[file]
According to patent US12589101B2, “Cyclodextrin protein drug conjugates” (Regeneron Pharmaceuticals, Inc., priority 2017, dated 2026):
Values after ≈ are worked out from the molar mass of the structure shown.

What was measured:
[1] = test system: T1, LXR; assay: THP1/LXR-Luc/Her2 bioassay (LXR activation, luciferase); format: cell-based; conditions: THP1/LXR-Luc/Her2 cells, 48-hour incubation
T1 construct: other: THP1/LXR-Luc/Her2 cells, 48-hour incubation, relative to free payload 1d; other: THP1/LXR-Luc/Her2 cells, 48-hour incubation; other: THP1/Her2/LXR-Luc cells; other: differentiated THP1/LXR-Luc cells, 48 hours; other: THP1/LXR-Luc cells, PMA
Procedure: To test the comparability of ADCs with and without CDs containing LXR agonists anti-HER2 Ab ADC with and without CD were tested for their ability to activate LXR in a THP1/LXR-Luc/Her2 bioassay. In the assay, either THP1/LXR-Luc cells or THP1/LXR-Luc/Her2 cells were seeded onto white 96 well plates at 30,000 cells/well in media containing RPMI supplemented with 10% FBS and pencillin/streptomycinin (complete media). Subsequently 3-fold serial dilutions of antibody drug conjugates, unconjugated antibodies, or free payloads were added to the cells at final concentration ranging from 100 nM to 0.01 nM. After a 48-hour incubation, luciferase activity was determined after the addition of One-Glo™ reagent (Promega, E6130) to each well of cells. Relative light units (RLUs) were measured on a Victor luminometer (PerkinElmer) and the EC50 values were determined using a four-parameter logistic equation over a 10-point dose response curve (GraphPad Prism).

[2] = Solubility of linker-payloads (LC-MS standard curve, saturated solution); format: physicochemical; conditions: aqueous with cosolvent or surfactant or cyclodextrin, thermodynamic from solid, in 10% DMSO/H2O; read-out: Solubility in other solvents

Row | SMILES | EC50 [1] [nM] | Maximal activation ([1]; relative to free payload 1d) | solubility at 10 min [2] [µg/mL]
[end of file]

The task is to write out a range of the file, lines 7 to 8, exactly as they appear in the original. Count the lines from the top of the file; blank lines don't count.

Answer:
[2] = Solubility of linker-payloads (LC-MS standard curve, saturated solution); format: physicochemical; conditions: aqueous with cosolvent or surfactant or cyclodextrin, thermodynamic from solid, in 10% DMSO/H2O; read-out: Solubility in other solvents

Row | SMILES | EC50 [1] [nM] | Maximal activation ([1]; relative to free payload 1d) | solubility at 10 min [2] [µg/mL]